“Twins of Evil” is the last installment of the so-called “Karnstein Trilogy”, by Hammer Films. It bears little resemblance to the series’ original source material, J.S. Le Fanu’s “Carmilla” but rather seems to try to portray a sort of “prequel” to the infamous tale. Despite its place in said series, it is actually a slight improvement over its predecessor, “Lust for a Vampire”, which was arguably risible. What saves it is an interesting plot concept and good supporting actors. Well, that and of course the Collinson Twins.
Madeleine and Mary Collinson are identical twins from Malta whom, jointly, had made a splash as Playboy’s first twin Playmates of the Month for their October 1970 issue. Apparently, producer Michael Style saw their layout in said issue and approached writer Tudor Gates about changing their Current project, “The Vampire Virgins” (a/k/a “Village of the Vampires”, a sort of Witchfinder-General-meets-the-Karnsteins story) and convinced him to tailor the script to include the twin sisters.
What we end up with is an interesting juxtaposition of the evils of deviltry and debauchery compared to the evils of austerity and religious zealotry. The story opens with Gustav Weil (Peter Cushing in the most intense role of his career), a sort of Witchfinder General and leader of a band of Puritan zealots in nightly raids where they accost young women on the roads at night or invade the homes of people whom they deem as devil worshippers (i.e., mostly unmarried women who are sexually active) and “…purify their spirits so they may find mercy at the seat of the Lord—by burning them!”
The one person they cannot seem to touch and yet want the most is the Count Karnstein, who is openly debauched and defiant but is protected by the emperor. He is also a descendent of the great cacodemonic Karnstein clan (try saying that quickly three times in a row!) and pines for the bygone days when his ancestors were worshiping Satan and wreaking havoc on the land with impunity. His manservant, Dietrich, tries unsuccessfully to find amusements for his “Excellency”, but always seems to come up short.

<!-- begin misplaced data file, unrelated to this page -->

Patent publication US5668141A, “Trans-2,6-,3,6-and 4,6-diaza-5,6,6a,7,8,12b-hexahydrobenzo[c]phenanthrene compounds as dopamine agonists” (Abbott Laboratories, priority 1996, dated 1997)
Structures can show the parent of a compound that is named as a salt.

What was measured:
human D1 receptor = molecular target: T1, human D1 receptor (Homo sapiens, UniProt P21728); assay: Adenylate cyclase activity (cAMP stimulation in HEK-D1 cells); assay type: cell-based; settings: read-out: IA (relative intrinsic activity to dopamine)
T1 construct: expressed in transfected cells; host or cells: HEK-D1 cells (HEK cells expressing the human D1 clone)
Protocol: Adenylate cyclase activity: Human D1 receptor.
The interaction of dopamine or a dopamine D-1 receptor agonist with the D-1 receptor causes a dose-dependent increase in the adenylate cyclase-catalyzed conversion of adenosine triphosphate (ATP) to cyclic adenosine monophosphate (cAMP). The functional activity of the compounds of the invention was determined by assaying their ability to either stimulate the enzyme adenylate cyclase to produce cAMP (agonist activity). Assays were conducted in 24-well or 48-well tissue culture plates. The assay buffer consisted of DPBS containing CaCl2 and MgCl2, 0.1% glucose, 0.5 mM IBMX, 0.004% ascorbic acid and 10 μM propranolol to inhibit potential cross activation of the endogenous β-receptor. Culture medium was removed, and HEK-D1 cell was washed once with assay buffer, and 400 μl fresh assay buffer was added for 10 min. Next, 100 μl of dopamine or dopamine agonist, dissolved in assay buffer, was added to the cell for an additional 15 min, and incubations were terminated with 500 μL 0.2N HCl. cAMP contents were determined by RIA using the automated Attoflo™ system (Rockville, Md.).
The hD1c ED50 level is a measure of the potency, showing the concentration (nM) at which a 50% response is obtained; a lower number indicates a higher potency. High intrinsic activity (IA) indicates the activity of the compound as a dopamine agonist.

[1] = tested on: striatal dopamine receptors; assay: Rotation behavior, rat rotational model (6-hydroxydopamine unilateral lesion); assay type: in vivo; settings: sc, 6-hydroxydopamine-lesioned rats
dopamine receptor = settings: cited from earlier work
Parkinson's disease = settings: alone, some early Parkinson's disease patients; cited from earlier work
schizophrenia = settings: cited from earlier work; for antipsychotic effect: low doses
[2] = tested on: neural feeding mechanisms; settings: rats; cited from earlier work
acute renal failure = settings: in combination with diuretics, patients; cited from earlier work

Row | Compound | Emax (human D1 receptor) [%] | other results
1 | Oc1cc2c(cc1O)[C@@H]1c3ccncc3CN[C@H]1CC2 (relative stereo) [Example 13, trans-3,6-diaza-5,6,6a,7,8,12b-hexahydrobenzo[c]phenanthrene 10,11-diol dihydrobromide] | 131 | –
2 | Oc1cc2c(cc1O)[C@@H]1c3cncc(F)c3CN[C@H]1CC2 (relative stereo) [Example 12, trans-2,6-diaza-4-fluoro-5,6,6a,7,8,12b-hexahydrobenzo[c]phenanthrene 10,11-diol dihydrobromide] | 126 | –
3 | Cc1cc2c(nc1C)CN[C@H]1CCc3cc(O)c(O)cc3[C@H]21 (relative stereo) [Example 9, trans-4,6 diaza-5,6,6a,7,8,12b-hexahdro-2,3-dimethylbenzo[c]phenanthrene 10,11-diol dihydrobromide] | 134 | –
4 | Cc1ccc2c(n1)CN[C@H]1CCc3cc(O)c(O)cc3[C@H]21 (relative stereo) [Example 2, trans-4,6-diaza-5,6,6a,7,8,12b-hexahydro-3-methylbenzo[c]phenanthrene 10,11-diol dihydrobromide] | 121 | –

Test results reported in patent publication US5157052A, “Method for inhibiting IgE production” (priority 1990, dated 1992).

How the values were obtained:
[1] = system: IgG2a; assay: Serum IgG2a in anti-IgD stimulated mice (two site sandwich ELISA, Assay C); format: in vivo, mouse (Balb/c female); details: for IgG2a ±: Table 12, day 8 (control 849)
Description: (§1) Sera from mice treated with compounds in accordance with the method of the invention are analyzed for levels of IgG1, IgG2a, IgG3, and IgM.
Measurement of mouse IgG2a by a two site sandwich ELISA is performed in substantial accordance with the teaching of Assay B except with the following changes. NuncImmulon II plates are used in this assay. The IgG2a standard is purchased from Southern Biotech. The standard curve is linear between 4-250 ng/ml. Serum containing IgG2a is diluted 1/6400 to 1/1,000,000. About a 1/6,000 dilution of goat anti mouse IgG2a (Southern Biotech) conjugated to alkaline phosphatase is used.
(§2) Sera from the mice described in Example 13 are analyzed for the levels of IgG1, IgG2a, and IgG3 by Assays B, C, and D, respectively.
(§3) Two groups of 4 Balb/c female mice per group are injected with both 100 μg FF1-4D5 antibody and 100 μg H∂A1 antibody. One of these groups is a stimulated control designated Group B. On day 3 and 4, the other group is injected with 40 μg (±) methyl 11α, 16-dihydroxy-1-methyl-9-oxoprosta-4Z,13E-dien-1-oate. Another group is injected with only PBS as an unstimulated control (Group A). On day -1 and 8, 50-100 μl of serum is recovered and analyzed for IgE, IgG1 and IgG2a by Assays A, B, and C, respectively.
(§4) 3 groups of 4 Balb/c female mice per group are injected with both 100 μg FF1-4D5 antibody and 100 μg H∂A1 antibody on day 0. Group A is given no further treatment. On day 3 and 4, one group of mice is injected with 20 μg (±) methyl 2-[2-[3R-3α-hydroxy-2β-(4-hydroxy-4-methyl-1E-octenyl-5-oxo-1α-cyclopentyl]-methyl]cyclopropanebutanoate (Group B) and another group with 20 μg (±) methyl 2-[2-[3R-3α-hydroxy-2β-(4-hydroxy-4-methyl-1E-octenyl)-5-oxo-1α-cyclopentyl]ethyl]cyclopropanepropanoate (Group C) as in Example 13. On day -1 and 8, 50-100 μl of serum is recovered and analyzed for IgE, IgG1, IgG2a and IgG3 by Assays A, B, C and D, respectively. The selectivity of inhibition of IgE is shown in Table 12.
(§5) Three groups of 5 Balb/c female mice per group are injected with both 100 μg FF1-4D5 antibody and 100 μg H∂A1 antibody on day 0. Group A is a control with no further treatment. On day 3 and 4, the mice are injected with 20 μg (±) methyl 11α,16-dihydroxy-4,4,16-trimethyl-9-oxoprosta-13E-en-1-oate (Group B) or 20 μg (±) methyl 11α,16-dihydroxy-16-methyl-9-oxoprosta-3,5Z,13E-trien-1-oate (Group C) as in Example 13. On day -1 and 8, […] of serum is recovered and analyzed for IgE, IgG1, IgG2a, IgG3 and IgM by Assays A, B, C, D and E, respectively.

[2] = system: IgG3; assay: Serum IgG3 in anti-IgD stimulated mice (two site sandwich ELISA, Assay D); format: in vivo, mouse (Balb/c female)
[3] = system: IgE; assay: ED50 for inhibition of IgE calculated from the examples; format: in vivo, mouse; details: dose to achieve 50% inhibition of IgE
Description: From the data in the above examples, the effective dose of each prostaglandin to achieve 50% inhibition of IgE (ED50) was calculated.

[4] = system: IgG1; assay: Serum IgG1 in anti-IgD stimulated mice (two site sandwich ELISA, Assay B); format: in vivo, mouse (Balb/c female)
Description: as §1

Ultimately, he presents him with a faux-satanic ritual, which is interrupted by the Count himself, who denounces it as a charade and the participants as charlatans then sends them all away, minus the sacrificial peasant girl whom he sacrifices for real in an off-the-cuff oblation to the Lord of Darkness, after giving Dietrich a quick verbal lashing and family history lesson about the infamous depravity of his ancestors before dismissing him for the night.
Initially, his offering seems to go unrecognized, but after he gives up and retires to sit by the hearth, he is visited by none other than his foremother, Mircalla (a/k/a Carmilla) Karnstein, who makes love with him (does that make her an “in-cestor”?) and turns him into a vampire then disappears from the rest of the movie. This cameo role was offered to Ingrid Pitt who so notably portrayed Carmilla in the first entry in this series, 1970’s “Vampire Lovers”, but she refused it, which is a shame, as I believe that she would have given it a gravitas that actress Katya Wyeth does not seem able to impart to the role, brief though it is. Even so, the scene depicting her transmogrification from wisps of smoke rising from the sacrificial slab into the shrouded specter which assails the dejected and unwary Count is quite effective.
Meanwhile, on the other side of town…